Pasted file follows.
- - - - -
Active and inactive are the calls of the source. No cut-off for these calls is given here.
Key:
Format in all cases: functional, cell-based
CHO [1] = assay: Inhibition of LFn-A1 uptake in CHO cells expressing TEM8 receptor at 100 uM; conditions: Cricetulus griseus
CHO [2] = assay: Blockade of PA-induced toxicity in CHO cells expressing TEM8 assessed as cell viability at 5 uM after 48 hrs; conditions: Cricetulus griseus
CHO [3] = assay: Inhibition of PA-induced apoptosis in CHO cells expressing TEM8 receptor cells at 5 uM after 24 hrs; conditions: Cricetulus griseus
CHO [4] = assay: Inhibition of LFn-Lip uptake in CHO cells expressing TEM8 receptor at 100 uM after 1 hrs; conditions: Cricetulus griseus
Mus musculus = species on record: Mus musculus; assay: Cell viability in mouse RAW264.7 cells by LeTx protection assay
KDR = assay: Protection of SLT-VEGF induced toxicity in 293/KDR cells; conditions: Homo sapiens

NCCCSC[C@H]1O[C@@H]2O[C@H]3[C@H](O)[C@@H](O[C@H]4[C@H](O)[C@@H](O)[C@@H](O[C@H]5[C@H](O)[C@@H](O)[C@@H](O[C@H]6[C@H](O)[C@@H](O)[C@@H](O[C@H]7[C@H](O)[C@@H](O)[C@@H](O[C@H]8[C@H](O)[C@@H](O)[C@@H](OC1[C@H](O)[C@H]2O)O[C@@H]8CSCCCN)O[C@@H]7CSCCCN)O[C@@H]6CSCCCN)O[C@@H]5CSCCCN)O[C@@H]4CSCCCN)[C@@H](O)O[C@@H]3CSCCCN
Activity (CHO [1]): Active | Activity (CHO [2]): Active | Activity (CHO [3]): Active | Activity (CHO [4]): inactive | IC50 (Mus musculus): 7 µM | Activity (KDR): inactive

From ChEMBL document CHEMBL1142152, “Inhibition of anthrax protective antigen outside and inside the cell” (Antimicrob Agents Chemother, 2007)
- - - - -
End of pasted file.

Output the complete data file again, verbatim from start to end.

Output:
Active and inactive are the calls of the source. No cut-off for these calls is given here.
Key:
Format in all cases: functional, cell-based
CHO [1] = assay: Inhibition of LFn-A1 uptake in CHO cells expressing TEM8 receptor at 100 uM; conditions: Cricetulus griseus
CHO [2] = assay: Blockade of PA-induced toxicity in CHO cells expressing TEM8 assessed as cell viability at 5 uM after 48 hrs; conditions: Cricetulus griseus
CHO [3] = assay: Inhibition of PA-induced apoptosis in CHO cells expressing TEM8 receptor cells at 5 uM after 24 hrs; conditions: Cricetulus griseus
CHO [4] = assay: Inhibition of LFn-Lip uptake in CHO cells expressing TEM8 receptor at 100 uM after 1 hrs; conditions: Cricetulus griseus
Mus musculus = species on record: Mus musculus; assay: Cell viability in mouse RAW264.7 cells by LeTx protection assay
KDR = assay: Protection of SLT-VEGF induced toxicity in 293/KDR cells; conditions: Homo sapiens

NCCCSC[C@H]1O[C@@H]2O[C@H]3[C@H](O)[C@@H](O[C@H]4[C@H](O)[C@@H](O)[C@@H](O[C@H]5[C@H](O)[C@@H](O)[C@@H](O[C@H]6[C@H](O)[C@@H](O)[C@@H](O[C@H]7[C@H](O)[C@@H](O)[C@@H](O[C@H]8[C@H](O)[C@@H](O)[C@@H](OC1[C@H](O)[C@H]2O)O[C@@H]8CSCCCN)O[C@@H]7CSCCCN)O[C@@H]6CSCCCN)O[C@@H]5CSCCCN)O[C@@H]4CSCCCN)[C@@H](O)O[C@@H]3CSCCCN
Activity (CHO [1]): Active | Activity (CHO [2]): Active | Activity (CHO [3]): Active | Activity (CHO [4]): inactive | IC50 (Mus musculus): 7 µM | Activity (KDR): inactive

From ChEMBL document CHEMBL1142152, “Inhibition of anthrax protective antigen outside and inside the cell” (Antimicrob Agents Chemother, 2007)